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Mark Zuckerberg to testify in $2bn VR theft claim case

Mark Zuckerberg is expected to argue Facebook-owned Oculus made VR technology a reality without help of IP ZeniMax Media claims it stole

Facebook co-founder and chief executive Mark Zuckerberg is expected to testify in a court case claiming that Facebook-owned Oculus stole virtual reality (VR) technology from ZeniMax Media.

The company, which owns games developer id Software, is reportedly suing Facebook for $2bn, claiming that Oculus copied its early innovations in VR when developing the Oculus Rift headset.

Facebook acquired Oculus in a $2bn deal in 2014 ahead of the release of Oculus Rift, saying virtual reality technology was a strong candidate to emerge as the next social and communications platform.

Zuckerberg is due to appear in a Dallas court on 17 January 2017 and is expected to argue that ZeniMax was slow to appreciate the potential of VR, and that it was work done by Oculus that made VR into the valuable technology it is today, according to the BBC.

Oculus said in a statement that its founders have “invested a wealth of time and money in VR” in the belief that the technology can “fundamentally transform the way people interact and communicate”.

“We’re disappointed that another company is using wasteful litigation to attempt to take credit for technology that it did not have the vision, expertise or patience to build,” the statement said.

ZeniMax has accused games designer and id Software co-founder John Carmack of sharing VR intellectual property with Oculus in the four months he worked for both companies, as well as for taking it with him when he left id Software in November 2013 for Oculus, where he is now chief technology officer.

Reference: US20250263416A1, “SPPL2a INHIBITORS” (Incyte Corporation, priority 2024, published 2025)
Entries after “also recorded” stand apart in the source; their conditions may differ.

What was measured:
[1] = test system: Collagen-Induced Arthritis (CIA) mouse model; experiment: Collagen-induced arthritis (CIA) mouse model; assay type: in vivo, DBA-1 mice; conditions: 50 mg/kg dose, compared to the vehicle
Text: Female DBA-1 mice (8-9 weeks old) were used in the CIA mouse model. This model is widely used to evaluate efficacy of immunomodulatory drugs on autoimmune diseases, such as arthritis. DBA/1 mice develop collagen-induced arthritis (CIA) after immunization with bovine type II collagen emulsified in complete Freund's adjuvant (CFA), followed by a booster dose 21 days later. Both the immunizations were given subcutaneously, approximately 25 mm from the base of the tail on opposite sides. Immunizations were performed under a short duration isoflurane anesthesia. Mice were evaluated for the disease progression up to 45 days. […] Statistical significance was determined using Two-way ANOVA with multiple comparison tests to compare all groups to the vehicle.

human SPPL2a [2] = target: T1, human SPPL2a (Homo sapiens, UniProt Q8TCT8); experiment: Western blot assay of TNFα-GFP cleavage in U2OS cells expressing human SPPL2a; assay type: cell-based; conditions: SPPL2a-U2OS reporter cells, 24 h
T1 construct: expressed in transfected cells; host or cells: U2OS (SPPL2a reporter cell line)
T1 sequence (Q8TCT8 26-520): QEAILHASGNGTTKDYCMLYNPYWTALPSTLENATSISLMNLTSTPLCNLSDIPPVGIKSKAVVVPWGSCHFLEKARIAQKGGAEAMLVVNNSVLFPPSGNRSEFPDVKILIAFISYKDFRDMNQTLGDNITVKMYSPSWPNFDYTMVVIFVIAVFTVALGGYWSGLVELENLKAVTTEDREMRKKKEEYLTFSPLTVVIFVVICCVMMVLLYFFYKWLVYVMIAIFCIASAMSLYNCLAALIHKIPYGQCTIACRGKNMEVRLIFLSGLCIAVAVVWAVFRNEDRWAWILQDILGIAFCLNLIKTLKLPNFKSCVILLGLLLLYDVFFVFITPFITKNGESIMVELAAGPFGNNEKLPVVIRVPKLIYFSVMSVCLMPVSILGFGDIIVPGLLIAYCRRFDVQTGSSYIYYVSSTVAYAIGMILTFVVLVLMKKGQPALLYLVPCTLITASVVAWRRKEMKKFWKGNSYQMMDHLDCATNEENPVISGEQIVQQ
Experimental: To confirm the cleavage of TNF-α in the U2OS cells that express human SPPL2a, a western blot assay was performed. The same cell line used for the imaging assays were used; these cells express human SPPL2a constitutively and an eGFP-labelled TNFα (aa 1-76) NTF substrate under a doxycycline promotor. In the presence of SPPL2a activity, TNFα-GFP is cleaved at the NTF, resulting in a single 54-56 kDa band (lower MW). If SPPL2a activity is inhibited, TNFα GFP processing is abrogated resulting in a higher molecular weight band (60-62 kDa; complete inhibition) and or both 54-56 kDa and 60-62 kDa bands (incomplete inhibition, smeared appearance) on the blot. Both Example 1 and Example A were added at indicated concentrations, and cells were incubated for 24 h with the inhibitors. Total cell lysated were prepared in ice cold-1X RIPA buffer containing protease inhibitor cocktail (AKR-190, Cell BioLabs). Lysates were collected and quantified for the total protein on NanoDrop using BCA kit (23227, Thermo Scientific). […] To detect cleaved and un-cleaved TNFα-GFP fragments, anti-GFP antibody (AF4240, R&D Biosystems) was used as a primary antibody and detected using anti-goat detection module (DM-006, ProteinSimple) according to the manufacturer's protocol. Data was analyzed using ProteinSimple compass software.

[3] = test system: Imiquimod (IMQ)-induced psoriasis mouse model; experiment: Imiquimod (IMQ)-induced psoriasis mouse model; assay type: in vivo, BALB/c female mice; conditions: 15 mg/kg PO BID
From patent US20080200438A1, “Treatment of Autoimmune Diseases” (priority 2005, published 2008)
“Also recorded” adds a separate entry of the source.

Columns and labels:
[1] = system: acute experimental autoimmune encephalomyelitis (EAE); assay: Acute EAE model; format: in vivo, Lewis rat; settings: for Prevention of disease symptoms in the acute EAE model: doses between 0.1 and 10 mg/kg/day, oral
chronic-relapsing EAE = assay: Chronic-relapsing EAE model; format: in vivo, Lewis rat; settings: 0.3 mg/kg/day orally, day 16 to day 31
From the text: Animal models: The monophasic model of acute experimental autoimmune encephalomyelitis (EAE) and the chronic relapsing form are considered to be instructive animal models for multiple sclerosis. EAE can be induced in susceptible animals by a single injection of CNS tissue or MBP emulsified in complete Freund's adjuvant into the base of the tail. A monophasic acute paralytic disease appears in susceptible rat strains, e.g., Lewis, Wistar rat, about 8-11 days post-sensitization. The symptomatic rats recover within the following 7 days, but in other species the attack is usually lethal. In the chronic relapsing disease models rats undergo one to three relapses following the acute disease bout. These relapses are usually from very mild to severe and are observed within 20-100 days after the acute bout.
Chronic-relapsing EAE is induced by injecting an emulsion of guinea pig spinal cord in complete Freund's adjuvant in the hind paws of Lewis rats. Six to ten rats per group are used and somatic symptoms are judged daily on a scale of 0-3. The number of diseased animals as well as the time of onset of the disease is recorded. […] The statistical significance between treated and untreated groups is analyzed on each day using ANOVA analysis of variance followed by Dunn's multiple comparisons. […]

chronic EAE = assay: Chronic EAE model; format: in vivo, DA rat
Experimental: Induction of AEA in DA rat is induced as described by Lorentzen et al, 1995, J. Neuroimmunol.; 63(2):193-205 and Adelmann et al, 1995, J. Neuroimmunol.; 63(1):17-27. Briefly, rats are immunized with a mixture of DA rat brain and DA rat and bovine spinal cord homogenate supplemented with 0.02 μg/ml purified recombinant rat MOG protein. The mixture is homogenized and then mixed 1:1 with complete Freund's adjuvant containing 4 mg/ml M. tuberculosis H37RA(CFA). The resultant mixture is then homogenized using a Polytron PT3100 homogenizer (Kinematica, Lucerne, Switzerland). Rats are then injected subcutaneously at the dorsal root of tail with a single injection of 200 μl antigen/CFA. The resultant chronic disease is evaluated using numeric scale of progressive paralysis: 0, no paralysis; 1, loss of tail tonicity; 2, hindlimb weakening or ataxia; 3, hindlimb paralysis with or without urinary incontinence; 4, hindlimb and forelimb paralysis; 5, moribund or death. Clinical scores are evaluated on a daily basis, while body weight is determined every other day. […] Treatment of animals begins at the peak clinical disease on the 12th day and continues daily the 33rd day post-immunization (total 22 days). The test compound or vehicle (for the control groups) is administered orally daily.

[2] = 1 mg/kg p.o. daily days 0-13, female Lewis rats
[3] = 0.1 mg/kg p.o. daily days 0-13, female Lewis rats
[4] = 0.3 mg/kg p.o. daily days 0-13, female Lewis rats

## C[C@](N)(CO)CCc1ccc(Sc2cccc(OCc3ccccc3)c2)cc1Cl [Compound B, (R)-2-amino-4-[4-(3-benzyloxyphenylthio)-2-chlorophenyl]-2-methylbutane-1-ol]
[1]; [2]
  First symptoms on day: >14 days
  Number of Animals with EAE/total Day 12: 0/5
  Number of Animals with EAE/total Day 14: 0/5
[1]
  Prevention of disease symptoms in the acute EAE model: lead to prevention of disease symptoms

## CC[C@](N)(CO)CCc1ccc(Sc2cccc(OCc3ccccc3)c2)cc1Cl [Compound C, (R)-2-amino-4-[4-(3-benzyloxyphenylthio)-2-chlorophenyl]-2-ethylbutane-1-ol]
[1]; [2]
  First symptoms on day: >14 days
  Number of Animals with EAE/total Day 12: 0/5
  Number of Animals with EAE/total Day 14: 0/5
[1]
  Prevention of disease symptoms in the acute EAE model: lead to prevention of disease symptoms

In court papers, ZeniMax said: “Carmack secretly and illegally copied thousands of documents containing ZeniMax’s intellectual property from his computer at ZeniMax to a USB storage device which he wrongfully took with him to Oculus.”

ZeniMax also said Carmack violated his employee agreement and confidentiality clauses with the company.

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However, earlier in the hearing, which began on 9 January 2017, Carmack’s lawyers argued that his contract explicitly allowed him to work with other companies that did not compete with ZeniMax.

Carmack’s lawyers said the IP ZeniMax claims to have lost were “the fruits of Mr Carmack’s participation and involvement with [Oculus founder] Palmer Luckey and Oculus”, and therefore did not belong to ZeniMax.

ZeniMax said Luckey, who is also scheduled to testify in the case, lacked the necessary expertise and technical know-how to create a viable virtual reality headset and had relied on ZeniMax IP to create the Oculus Rift prototype that impressed Facebook.

ZeniMax also claimed that Oculus deliberately destroyed evidence in an attempt to cover up theft of some of the foundational elements of its VR headset and the tech behind it, according to news site Polygon, which said the accusation may be based on an interpretation of findings of a court-appointed forensic expert who was ordered to examine Carmack’s computer.

Facebook’s defence is that Oculus was forced to seek another investor when ZeniMax chose not to invest in VR technology, and that ZeniMax showed interest in VR only after Facebook’s  acquisition of Oculus was made public.

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